Dark Mode
Thursday, 25 April 2024
Fighting continues on Syria-Turkey border despite ceasefire
Turkish soldiers in the Syrian border town of Tal Abyad.

Fighting is continuing on the border between Syria and Turkey, according to witnesses, despite an announcement from the US vice-president, Mike Pence, that Ankara had agreed to a five-day ceasefire to allow the US supervision of the withdrawal of Kurdish forces from the area.

Intermittent artillery fire and ground clashes continued in the border town of Ras al-Ayn on Friday morning, one of the two main targets of the nine-day-old Turkish offensive, as the Turkish military and Syrian rebel proxies struggled to wrest control of the town from the Kurdish-led Syrian Democratic Forces (SDF).

Pence and the US secretary of state, Mike Pompeo, met with the Turkish president, Recep Tayyip Erdoğan, in Ankara for hours of talks on Thursday afternoon, announcing afterwards that Turkey had agreed to suspend its operation in north-east Syria for 120 hours to allow the SDF to withdraw, potentially halting the latest bloodshed in Syria’s long war.

However, while the SDF commander, Mazloum Kobane, acknowledged the ceasefire, he said his fighters were ready to abide by it only in the border strip between Ras al-Ayn and Tal Abyad, the other town under Turkish attack.

The Syrian regime and its Russian allies, who have also moved troops into the contested border zone at the invite of the SDF, and are not bound by the terms of the US-Turkish agreement, had no immediate comment.

Turkey launched Operation Peace Storm aimed at clearing the SDF from its border on 9 October, triggered by Donald Trump’s announcement that US troops would withdraw from the region, which effectively removed the buffer that has stopped Turkey attacking the Kurdish-led force.

Ankara maintains the SDF is indistinguishable from Turkey’s outlawed militant Kurdistan Workers’ party (PKK) and has long been angered by US support for the group during the five-year-long campaign to defeat Islamic State.

The offensive has been widely condemned for triggering a humanitarian crisis and risking the re-emergence of Isis amid the chaos. At least 300,000 people have fled their homes in the fighting and at least 71 people have been killed in north-east Syria, according to the UN and a human rights monitor. Over the border in Turkey, 20 civilians have been killed in counterattacks.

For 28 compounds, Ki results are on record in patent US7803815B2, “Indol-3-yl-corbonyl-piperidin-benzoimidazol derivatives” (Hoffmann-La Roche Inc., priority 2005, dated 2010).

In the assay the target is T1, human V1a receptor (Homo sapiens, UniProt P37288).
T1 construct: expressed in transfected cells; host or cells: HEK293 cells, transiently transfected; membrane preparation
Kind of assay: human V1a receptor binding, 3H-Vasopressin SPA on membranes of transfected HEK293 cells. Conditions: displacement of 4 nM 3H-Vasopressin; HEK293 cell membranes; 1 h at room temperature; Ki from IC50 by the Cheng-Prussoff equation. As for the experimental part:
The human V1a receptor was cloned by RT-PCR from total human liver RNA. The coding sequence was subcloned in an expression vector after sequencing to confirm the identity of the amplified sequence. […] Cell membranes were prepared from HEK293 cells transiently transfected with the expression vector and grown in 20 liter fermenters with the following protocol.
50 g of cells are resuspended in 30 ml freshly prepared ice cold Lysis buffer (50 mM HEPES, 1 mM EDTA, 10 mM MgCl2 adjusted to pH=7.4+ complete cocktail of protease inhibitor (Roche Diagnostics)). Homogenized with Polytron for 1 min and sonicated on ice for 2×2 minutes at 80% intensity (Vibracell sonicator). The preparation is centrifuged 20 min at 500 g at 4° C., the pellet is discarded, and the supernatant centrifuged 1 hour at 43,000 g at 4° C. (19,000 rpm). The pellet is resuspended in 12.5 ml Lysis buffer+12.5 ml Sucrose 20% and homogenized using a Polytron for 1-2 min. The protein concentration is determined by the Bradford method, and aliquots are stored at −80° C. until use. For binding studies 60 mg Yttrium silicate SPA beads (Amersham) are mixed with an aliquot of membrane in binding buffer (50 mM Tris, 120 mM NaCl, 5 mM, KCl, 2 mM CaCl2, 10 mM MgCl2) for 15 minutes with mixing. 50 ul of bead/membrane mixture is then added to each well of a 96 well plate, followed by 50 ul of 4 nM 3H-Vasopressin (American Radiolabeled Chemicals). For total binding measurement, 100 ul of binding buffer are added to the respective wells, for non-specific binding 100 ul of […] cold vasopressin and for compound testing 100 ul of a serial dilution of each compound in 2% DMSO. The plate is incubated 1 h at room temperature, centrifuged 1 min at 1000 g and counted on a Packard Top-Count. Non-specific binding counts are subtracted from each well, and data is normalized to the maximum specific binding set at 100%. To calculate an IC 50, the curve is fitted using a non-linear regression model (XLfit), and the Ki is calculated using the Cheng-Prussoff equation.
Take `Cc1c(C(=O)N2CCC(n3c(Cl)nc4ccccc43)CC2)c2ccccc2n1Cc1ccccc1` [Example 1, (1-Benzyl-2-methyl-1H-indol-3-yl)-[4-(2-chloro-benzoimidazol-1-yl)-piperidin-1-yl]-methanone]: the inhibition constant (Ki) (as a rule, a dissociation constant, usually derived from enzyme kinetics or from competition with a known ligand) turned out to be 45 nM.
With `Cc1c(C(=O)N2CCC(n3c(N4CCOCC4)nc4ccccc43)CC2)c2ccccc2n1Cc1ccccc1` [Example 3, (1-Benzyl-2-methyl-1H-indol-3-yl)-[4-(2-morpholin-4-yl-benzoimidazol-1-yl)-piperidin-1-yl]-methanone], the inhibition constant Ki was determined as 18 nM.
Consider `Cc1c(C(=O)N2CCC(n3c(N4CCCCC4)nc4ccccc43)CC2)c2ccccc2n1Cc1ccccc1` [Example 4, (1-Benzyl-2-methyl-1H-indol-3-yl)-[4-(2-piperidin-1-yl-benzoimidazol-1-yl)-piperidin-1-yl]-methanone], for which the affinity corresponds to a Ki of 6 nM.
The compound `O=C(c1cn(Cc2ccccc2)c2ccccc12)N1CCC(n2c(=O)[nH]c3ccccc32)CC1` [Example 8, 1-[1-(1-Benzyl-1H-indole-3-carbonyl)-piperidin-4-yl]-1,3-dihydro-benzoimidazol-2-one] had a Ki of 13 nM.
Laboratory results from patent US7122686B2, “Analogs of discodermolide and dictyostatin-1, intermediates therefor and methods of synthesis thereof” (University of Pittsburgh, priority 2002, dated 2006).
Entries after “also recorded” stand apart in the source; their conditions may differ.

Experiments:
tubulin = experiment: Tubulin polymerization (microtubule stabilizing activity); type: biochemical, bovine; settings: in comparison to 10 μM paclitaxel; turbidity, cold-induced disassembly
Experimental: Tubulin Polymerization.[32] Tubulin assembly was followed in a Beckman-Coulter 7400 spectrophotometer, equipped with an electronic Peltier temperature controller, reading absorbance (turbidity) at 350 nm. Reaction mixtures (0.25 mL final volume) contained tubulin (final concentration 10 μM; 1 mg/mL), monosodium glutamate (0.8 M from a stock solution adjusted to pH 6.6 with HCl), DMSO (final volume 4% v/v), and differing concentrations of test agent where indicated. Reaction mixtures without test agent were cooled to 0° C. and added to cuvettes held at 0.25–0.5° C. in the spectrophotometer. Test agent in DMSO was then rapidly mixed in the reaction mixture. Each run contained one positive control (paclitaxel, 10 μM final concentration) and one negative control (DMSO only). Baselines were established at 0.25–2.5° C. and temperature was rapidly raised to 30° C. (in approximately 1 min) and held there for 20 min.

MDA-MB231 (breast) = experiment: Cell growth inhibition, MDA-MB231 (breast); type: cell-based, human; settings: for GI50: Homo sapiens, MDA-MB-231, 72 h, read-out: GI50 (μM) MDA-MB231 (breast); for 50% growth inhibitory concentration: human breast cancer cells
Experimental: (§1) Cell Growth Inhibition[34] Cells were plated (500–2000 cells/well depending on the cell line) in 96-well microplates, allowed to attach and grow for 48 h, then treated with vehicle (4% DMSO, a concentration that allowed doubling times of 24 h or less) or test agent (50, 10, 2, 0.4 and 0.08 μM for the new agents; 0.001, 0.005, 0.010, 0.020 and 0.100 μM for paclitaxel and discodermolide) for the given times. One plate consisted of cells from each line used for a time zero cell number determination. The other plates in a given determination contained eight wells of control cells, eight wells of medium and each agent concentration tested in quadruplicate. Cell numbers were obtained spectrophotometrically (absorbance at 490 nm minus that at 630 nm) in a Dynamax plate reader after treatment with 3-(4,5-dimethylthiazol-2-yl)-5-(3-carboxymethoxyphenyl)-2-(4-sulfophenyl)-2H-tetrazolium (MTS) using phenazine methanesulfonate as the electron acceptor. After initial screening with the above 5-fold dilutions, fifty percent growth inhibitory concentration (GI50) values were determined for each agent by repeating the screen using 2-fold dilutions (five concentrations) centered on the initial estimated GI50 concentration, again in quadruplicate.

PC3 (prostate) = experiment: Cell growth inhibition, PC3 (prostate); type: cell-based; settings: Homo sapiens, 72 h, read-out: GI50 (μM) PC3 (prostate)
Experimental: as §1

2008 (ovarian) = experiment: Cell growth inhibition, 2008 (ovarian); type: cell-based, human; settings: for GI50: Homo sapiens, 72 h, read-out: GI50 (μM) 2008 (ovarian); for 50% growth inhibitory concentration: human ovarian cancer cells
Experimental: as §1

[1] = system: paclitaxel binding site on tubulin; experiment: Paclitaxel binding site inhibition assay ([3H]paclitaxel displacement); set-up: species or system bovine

The Organisation for the Prohibition of Chemical Weapons said on Friday it was collecting information with regard to possible use of chemical weapons in the fighting.

A statement released by Washington and Ankara following the ceasefire talks did not define any changes to the size and scope of Turkey’s proposed safe zone, which Turkish officials have previously said should be 20 miles (32km) deep and stretch 270 miles from the contested town of Manbij to the Iraqi border.

The statement also reiterated the US understanding of Turkey’s need for a safe zone, which will be “primarily enforced by the Turkish armed forces” after the Kurdish withdrawal, implying that Ankara still intends to occupy the entire area.

Kurdish military leaders and politicians have repeatedly rejected the Turkish plan, which would encompass major Kurdish towns and parts of the main highway.

“Our people did not want this war. We welcome the ceasefire, but we will defend ourselves in the event of any attack … Ceasefire is one thing and surrender is another thing, and we are ready to defend ourselves. We will not accept the occupation of northern Syria,” the Kurdish political leader Saleh Muslim told local television.

Erdoğan is due to meet his Russian counterpart, Vladimir Putin, in Sochi on Tuesday, where it is expected further concrete talks on the size of Turkey’s planned buffer zone will take place.